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  • Jul 28 - The 66th Annual Emmys - Need to catch up on any of the nominees? We've got you covered!
  • Jul 19 - Borgen - "Never attempt to win by force what can be won by deception.” Niccolò Machiavelli, The Prince
  • Jul 11 - Monuments Men - If you missed it at our showing, make sure to put a hold on it.
  • Jul 5 - What's all the Hoopla? - Check out the library's new source for downloadable movies
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Treading Water

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There are so many to choose from for this theme. War as a subset yields numerous excellent choices, and the non-fiction selection is amazing. And of course Hollywood just loves putting people in peril on, in and under the water, so lets see what we can sea.

Poseidon Adventure- the newer Kurt Russell from 2006---corny,over-the-top disaster movie, but I always find that no matter what the movie, Kurt delivers a watchable performance.

The Perfect Storm--- Mark Wahlberg, George Clooney, and some other guys. Not as good as they hyped it, but still worth a watch.

Night To Remember---before the mega hit, king-of-the-world, billion dollar, multi-award winning, James Cameron extravaganza,Titanic, there was this quieter, more realistic movie of the doomed ship. We also have the documentary Titanic: Born in Belfast.

LIfeboat---ahhh---Hitchcock. Ask yourself what you would have done?

And of course Mutiny on the Bounty- any number of versions.

This was one of my very first recommendations back when we started the blog. It bears mentioning again- the wonderful Das Boot. This will make you think twice about signing on as crew in a submarine (were you even thinking of doing it once?).

Speaking of submarines, check out Harrison Ford in K19, the Widow Maker. This is the story of Russia's first nuclear sub and a whole lot of radioactive trouble.

Sinbad- we have the Dreamworks animated and the wonderful 1958 version. Long before all the CGI and green screen technology things were done the old fashioned way- stop-motion animation. And no one did it better than Ray Harryhausen. Yes, kids might think it looks a little cheesy these days, but just think of the craftsmanship that went into these scenes.

The Abyss- before Cameron turned his hand to Titanic, he offered us this solid undersea action/thriller/sci-fi movie. Bit of trivia-the always innovative Cameron actually invented the diving masks used in the film. He found he wasn't getting enough of the actor's faces with the traditional style so he designed and patented these masks, which are now pretty much standard fare.

Old Man and the Sea- Spencer Tracy portraying Hemingway's Cuban fisherman in this classic tale of perseverance.

African Queen- if you have never seen this Bogie and Hepburn classic, treat yourself. This just works on every level-drama, adventure, romance, action.

Non-Fiction

Deep Water-documentary about a doomed 1968 round the world yacht race

Sinking of the Lusitania--- an excellent offering from PBS about the sinking of said ship off the coast of Ireland in 1915

Shallow Seas--- from the excellent Planet Earth series. Watch this one- watch them all.

Childrens

Of course what list would be complete without The Little Mermaid, Finding Nemo and Sponge Bob Square Pants.

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RANGO tickets

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Movie Maniacs has some double passes for an advanced screening for Wednesday March 2 at 7:00 at Scotiabank Theatre Chinook. The movie is Rango and is from director Gore Verbinski. It features Johnny Depp, Bill Nighy and many other recognizable voices--- this one looks like a lots of fun and should be good for the entire family. In order to qualify to win a pass please tell me the name of any other movie CPL carries that is directed by Gore. Please remember to leave me your name and phone number so we can get a hold of you---last contest we had someone who won but we had no way of notifying them.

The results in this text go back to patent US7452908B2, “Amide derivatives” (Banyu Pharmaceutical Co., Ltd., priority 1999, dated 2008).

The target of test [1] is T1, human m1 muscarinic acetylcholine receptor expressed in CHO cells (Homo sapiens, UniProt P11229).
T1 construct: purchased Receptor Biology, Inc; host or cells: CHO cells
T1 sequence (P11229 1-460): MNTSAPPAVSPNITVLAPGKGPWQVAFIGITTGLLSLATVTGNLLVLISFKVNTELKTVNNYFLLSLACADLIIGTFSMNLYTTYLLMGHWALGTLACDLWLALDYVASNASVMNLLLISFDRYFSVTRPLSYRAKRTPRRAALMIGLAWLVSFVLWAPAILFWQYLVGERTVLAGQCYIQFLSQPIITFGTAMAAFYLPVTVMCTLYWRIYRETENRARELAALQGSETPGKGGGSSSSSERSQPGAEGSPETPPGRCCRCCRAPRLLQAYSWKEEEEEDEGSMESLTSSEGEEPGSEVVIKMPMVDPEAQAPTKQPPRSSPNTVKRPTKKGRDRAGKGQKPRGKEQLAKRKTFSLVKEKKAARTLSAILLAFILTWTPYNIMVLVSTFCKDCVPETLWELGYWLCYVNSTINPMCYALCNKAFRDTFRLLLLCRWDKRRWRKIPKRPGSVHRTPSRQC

Thanks a lot to Paramount Pictures for the passes

Mother Always did like you best

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I was surprised how often this theme pops up...It came up when we were discussing Ordinary People (in the Donald Sutherland review post). Take home some CPL dvds and revel in sibling rivalry...

For starters, credit where it's due: try The Smothers Brothers' Comedy Hour on dvd.

Then for more gothic spin, Whatever happened to Baby Jane? Bette Davis and Joan Crawford starring together is even terrifying to contemplate.

For a historical slant, how about The Other Boleyn girl ...what happens to siblings when their folks are real social climbers...The 2003 adaptation is a BBC Production.

In the Chickflick category, try In her Shoes (Toni Collette and Cameron Diaz)

If you want conflict with a sweeping panormama in the background, try Legends of the Fall (a bonus is great shots of our local landscape) and A River Runs Through It. In the first, the fight is over a girl. In the second, which brother is the "good" one is the issue. If you watch both, consider it a Brad Pitt in Rural Montana double bill.

If all this viewing has you foaming at the mouth, we just received a new book: Mom Loves You Best: Forgiving and forging Sibling Relationships

Witty and insightful- Neil Simon

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A Pulitzer prize, Tony's, Emmy's, Oscars, Honorary degrees from numerous Universities, Golden Globes, a Mark Twain Prize, Kennedy Centre Honoree---Simon has a list of awards that would be the envy of anyone. And with good reason-the man tells a great story. His observations on human nature are insightful, his take on human folly is good natured and his movies are always a lot of fun to watch.

The Odd Couple---what can you say about Oscar and Felix---probably two of the funniest room mates ever. Jack Lemmon and Walter Matthau are hilarious. At the moment we have Odd Couple 2, and the complete series which was also very good. This starred Tony Randall and Jack Klugman.

Prisoner of Second Avenue---Jack Lemmon and Anne Bancroft in a wonderful story of an everyday man pushed to the edge by everyday events.

Biloxi Blues---semi autobiographical story of life in a Mississippi WWII boot camp. Matthew Broderick and Christopher Walken are excellent as the protagonists.

Brighton Beach Memoirs- life in a New York community in the 1940's. This is a real charmer.

Goodbye Girl- this turns up on tv regularly, but watch it from us commercial free. Stars Richard Dreyfuss in his well-deserved best actor win, and Marsha Mason, Simon's then wife.

Murder By Death--- a send up of crime solving detectives---big cast.

Spotlight on Donald Sutherland